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The Facebook Fiasco – Lessons To Be Learned
Malaysia Perspective | 21 June 2012
By: Predeeben Kannan
Articles (10) Profile

For millions of people all over the world, Facebook represents the true meaning of open unadulterated expression – the ability to communicate freely with friends and colleagues in the most interactive manner. Others see it as a movement tracker, business networking space, while some even see it as the ideal “get to know” or “dating” site. For a select few, Facebook represents the ultimate leisure activity and games room. Regardless of the varying perceptions it has on people around the world, it is generally accepted as the ideal free and uncensored communication network, which has emerged stronger and more significant compared to its peers such as Friendster, Myspace and many others.

In recent weeks, however, that perception seemed to have changed to a certain extent. The principal that Facebook stood for has now been challenged by the general public and retail investors alike. What the “powers that be” at Facebook failed to realise was, that by going public, it had to rise above its social networking space and show its true character and morals in a totally different arena of public perception – that of being a responsible corporate citizen.

On 17 May 2012, Facebook shares were offered for an initial public offering (IPO) at US$38 per share. It shot up to US$45 on the first part of the day’s trade, but then settled back to just US$38. – not an impressive beginning, by any reckoning. Over the next several days, he shares continued to decline, falling to US$28later to US$27.72 and to a low of US$25Ironically, the worst casualties were the “ordinary investors” or retail investors as they are better known, many of who were the reasons Facebook ws created for in the first place.

Writings On The “Facebook Wall”
In this article, what really happened to the Facebook IPO will be explained. Prior to the listing exercise, the management at Facebook decided to raise its offer price above the reasonable valuation given for its earnings and revenue, by agreeing to an IPO price of US$38, which was effectively more than 80 times its historical earnings. In theory, this was possible – but only if its future earnings were excellent and it had great “real value” to offer. However, in reality, its lead underwriter should have informed the management of Facebook, that with the depressed markets, it should have just gone for between 10 to 15 times its historical earnings instead.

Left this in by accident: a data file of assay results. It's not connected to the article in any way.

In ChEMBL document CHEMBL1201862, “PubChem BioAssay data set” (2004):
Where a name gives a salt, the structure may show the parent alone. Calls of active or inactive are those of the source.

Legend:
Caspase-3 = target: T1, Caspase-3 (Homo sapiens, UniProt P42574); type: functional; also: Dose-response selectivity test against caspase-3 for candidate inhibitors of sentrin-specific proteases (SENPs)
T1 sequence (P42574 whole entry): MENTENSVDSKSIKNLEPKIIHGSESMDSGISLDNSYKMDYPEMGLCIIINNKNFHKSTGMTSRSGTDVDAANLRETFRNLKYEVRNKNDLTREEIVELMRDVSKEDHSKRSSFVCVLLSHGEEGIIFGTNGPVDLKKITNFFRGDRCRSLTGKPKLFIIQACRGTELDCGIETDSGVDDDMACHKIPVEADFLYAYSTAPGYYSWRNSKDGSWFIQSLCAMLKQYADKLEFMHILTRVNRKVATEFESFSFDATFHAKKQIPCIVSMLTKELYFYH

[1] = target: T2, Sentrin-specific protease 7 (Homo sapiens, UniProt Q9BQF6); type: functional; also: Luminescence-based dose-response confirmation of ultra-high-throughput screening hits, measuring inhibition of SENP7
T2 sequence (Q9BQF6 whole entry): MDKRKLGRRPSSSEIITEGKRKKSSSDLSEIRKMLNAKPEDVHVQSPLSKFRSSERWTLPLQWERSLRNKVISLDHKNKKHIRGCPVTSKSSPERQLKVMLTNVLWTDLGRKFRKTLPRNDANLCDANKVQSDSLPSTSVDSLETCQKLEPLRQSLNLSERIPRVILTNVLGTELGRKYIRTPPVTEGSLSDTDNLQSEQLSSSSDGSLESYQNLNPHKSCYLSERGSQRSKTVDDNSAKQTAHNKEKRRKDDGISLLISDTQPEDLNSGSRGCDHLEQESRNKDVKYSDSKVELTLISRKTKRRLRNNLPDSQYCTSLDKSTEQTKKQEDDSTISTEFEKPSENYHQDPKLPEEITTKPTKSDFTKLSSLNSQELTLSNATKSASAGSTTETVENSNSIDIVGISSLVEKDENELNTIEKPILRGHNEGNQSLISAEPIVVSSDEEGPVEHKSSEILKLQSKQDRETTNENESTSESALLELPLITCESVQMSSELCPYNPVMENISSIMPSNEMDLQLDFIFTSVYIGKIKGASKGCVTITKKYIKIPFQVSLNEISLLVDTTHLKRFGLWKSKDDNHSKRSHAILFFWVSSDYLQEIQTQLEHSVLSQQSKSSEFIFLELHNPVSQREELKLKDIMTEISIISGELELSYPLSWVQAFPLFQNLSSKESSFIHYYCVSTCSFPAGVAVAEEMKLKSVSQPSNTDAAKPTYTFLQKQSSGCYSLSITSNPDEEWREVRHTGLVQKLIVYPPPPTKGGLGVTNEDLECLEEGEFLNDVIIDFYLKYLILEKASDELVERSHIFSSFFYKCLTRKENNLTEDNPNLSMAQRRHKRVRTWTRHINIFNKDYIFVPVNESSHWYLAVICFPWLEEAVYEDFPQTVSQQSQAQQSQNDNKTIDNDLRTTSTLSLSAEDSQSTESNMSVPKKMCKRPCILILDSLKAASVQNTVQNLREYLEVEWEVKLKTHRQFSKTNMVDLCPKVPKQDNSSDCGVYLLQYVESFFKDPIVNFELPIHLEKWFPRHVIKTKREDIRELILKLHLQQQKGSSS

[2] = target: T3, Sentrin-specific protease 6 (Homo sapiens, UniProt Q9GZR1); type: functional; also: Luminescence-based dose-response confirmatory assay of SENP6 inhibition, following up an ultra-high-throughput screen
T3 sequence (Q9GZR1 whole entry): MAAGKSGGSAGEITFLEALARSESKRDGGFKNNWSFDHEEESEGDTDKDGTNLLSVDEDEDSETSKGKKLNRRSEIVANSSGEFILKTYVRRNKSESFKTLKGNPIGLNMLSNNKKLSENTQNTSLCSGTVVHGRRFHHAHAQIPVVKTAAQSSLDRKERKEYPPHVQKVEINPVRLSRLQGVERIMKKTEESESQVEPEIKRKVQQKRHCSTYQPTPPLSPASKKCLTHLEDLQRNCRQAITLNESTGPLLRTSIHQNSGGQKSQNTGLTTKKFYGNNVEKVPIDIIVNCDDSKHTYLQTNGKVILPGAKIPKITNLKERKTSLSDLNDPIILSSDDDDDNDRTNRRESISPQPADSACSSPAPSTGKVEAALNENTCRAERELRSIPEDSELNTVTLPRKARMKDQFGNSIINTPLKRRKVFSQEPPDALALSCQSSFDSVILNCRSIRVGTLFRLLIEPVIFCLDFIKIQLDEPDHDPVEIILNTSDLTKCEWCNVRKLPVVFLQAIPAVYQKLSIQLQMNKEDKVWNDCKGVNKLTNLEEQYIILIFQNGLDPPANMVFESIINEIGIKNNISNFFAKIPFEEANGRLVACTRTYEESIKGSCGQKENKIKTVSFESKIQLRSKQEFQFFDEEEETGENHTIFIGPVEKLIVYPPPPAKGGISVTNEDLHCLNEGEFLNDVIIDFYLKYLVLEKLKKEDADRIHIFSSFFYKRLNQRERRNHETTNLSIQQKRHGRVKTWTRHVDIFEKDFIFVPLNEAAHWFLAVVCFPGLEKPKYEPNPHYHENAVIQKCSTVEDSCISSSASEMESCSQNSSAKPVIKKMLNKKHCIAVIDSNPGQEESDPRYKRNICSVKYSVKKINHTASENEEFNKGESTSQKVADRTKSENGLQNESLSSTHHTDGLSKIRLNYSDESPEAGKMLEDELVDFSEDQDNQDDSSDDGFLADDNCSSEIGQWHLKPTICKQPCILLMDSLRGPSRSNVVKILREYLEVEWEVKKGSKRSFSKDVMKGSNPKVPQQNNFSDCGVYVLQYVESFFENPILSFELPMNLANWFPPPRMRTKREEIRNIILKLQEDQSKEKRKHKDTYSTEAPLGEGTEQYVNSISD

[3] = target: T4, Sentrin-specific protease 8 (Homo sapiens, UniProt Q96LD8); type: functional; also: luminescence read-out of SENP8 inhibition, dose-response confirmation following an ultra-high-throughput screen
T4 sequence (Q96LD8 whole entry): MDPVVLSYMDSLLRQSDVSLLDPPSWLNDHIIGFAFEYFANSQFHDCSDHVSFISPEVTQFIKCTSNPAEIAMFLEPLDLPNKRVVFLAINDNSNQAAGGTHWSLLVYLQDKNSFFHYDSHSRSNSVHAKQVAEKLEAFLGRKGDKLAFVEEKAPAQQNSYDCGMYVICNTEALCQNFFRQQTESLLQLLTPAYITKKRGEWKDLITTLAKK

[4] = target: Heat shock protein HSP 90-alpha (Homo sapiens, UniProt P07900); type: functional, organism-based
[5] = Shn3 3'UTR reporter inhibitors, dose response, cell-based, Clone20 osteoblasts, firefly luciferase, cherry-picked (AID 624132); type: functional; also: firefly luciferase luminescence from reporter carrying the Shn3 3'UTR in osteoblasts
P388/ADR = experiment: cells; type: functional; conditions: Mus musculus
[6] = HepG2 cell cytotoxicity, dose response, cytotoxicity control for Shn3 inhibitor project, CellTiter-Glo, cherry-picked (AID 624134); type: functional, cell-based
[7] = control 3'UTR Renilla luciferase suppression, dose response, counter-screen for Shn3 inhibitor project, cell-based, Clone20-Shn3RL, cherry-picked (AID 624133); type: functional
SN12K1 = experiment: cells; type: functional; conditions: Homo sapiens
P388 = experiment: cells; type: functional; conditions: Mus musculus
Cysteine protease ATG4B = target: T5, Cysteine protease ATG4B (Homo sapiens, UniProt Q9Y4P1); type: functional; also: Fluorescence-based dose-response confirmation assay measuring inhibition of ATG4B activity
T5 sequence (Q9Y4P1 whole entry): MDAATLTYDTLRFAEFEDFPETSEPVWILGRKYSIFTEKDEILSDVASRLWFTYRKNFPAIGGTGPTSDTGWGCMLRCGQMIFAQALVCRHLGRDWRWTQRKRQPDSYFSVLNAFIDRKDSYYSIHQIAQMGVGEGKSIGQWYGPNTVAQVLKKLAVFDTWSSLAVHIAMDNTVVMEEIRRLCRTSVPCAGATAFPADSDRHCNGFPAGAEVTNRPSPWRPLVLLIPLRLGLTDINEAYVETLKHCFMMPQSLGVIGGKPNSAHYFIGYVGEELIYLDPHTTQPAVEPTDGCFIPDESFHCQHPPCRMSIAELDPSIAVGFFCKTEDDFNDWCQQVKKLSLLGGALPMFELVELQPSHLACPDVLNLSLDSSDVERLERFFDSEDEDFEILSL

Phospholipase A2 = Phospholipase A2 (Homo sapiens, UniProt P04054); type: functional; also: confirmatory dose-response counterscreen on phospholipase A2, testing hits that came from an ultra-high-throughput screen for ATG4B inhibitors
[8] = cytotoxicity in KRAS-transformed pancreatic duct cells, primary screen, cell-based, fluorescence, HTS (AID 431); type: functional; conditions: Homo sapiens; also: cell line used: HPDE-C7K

No one is quite sure at the time of writing, what transpired between Facebook and its underwriters; specifically, Morgan Stanley. What we are told now is that Facebook continued to pursue the higher price, rightfully aware that its online advertising business was declining, with large companies such as General Motors already decided on removing their advertisement commitment to the social network due to “uncertain earnings/revenue potential”. There was also continued concern about the growing use of mobile devices such as smartphones, an area in which Facebook has admitted to being weak in and ha yet to develop a clear advertising and marketing strategy to compete for business dollars.

The second big “blunder” that Facebook made was to float an excessively large amount of shares in a sluggish market, the possibility of unhealthy future earnings. The company floated 421 million shares, valued at close to US$16 billion at the price mentioned earlier, making it the biggest ever technology company IPO in the US. The allocation for retail investors was a whopping 25 of the shares. This group of investors w in for a nasty surprise – a free fall of Facebook’s shares over the next few weeks, largely due to non-disclosure of key information to investors.